Why are South Indians called Madrassis?
ADMIN , August 22, 2021 , Comments Off on Why are South Indians called Madrassis?
Back in the 1970s, Chennai was called Madras. And in the Hindi-belt, everyone from southern India was classified as Madrassi. Never mind what the ‘Madrassis’ spoke at home - Malayalam, Kannada, Coorgi, Tulu, Telugu or even Badaga; most North Indians (including the educated ones) believed that anyone from ‘down-below’ spoke an exotic language called ‘Madrasi’ (that is Madrassi with one ‘s’ removed)! It did not matter where they actually came from: Kanyakumari, Kakinada or Kozhikode. Bollywood took the stereotype to a whole new level and the idea of a Madrassi was here to stay.
A story of two Indian festivals
ADMIN , August 20, 2021 , Comments Off on A story of two Indian festivals
Around August every year, India celebrates Rakshabandhan, or Rakhi, a festival that celebrates the special bond between brothers and sisters. It is celebrated all over India but is a bigger festival in the North. Did you know of a story that connects it with the festival of Onam that is celebrated in South India?
Camels, Elephants, Village Goddesses and the end of an epidemic
ADMIN , August 20, 2021 , Comments Off on Camels, Elephants, Village Goddesses and the end of an epidemic
At a time when most of us think that the current corona epidemic is the worst ever, let’s not forget that smallpox in the 1950s was probably much worse. Few remember though, because a whole generation (and their parents) have grown up in an environment that has been largely free of scourges. During the 1960s and 70s India conducted massive campaigns to defeat seemingly incurable diseases – smallpox, polio, tuberculosis, measles, malaria and others. Hopefully, corona too will one day be a notch on the belt!
Tales that pots tell: Keeladi excavations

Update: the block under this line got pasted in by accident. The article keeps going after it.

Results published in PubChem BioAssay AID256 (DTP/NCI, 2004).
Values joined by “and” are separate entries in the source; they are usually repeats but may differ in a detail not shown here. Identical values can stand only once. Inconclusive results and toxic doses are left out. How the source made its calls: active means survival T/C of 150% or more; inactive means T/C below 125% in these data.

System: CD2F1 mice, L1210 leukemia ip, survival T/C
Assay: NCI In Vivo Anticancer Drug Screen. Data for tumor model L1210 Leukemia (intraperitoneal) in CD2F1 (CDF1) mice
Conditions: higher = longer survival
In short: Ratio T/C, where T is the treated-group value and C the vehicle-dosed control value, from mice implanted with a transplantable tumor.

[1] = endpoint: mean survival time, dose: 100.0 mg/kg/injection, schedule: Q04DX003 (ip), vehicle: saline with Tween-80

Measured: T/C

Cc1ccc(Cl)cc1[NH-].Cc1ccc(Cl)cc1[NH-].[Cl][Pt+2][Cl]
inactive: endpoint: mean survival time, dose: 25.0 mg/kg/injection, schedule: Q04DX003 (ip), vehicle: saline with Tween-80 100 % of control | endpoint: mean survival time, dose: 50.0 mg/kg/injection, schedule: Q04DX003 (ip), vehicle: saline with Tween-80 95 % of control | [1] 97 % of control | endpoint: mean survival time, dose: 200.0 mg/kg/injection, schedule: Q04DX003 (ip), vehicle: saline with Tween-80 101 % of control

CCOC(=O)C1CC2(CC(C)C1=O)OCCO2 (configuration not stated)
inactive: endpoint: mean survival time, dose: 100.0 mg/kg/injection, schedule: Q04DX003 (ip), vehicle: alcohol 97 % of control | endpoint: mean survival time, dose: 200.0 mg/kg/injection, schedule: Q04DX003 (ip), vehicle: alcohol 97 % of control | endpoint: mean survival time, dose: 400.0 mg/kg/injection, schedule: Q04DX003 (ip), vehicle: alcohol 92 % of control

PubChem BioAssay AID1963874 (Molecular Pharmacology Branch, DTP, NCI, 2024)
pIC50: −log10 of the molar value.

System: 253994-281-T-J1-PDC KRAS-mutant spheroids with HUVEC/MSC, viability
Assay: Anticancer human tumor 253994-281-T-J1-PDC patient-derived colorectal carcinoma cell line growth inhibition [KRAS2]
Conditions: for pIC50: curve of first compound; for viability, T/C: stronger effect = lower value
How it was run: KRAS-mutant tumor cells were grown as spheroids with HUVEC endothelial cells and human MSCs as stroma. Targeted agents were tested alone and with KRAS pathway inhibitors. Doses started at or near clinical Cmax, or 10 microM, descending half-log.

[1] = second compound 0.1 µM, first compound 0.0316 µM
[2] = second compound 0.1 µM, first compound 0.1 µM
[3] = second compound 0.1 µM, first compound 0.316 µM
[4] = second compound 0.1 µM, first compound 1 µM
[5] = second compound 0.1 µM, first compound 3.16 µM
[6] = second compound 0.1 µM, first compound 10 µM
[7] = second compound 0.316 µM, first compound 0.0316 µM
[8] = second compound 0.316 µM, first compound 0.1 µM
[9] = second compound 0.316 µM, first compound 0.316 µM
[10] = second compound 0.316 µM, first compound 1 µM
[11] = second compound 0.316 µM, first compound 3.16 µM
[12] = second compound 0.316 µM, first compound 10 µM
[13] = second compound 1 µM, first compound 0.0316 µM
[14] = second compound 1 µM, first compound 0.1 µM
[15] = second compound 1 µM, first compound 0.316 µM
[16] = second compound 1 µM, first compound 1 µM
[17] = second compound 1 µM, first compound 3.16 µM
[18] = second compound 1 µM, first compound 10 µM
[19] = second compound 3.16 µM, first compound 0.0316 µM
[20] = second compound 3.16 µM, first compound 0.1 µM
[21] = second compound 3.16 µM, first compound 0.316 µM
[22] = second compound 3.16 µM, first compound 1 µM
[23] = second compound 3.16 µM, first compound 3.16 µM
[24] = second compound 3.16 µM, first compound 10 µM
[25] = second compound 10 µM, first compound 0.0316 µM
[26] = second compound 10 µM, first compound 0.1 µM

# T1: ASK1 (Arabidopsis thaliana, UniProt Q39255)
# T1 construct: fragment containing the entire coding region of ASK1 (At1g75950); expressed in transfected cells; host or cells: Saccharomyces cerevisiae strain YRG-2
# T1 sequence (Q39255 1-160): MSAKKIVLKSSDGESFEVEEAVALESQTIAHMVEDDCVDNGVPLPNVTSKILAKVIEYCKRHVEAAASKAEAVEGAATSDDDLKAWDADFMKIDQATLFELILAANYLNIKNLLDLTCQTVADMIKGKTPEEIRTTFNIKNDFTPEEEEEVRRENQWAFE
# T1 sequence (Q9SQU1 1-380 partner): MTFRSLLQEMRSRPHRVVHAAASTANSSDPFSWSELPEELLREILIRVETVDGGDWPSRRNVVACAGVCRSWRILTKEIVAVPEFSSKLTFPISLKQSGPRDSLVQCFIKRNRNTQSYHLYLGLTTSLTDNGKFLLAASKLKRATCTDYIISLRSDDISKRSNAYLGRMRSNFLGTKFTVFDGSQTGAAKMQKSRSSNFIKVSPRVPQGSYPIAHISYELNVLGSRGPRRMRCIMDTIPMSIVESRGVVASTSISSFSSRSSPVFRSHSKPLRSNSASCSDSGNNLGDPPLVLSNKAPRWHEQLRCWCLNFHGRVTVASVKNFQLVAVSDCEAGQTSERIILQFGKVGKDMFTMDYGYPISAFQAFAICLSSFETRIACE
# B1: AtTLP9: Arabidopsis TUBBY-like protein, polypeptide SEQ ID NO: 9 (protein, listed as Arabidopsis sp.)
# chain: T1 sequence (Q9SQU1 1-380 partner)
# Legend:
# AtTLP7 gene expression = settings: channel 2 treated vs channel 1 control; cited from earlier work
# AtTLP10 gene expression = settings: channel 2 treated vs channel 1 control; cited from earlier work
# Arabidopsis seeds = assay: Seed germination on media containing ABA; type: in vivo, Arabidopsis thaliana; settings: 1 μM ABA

ADMIN , August 18, 2021 , Comments Off on Tales that pots tell: Keeladi excavations
In 2015, on the banks of the river Vaigai, near Madurai in Tamil Nadu, archaeologists unearthed, among several other artefacts, a potsherd with the name ‘Kuviran' scratched on it in Tamil Brahmi script. And that offered many clues to the archaeologists about that civilisation: it told them about the language and literacy levels, the social hierarchy, and the age of a civilisation. What is now known as the ‘Keeladi excavations’ point to the existence of a literate society in parts of South India nearly 2,500 years ago! But how can broken pottery fragments give archaeologists such great insights into our past?
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- Tales that pots tell: Keeladi excavations AUGUST 18, 2021
- The Last Grand Nawab: Wallajah FEBRUARY 10, 2021
- How Tej Singh became Raja Desingu of Gingee FEBRUARY 5, 2021
- How Shahjahan seized the Mughal throne JANUARY 28, 2021
- Alai Darwaza – Qutub Minar Complex, Delhi NOVEMBER 21, 2020
- Marking History through British buildings NOVEMBER 17, 2020
- The last great queen of Travancore NOVEMBER 7, 2020
- Brahmi and the evolution of scripts OCTOBER 15, 2020
- The Cambodian King of Kanchipuram OCTOBER 14, 2020
- James Prinsep – the man who read the writing on the wall OCTOBER 10, 2020
- Mariamman – the Village Goddess who travelled SEPTEMBER 30, 2020
- Misnamed Monuments of Mamallapuram SEPTEMBER 28, 2020
India Exists In Her Stories
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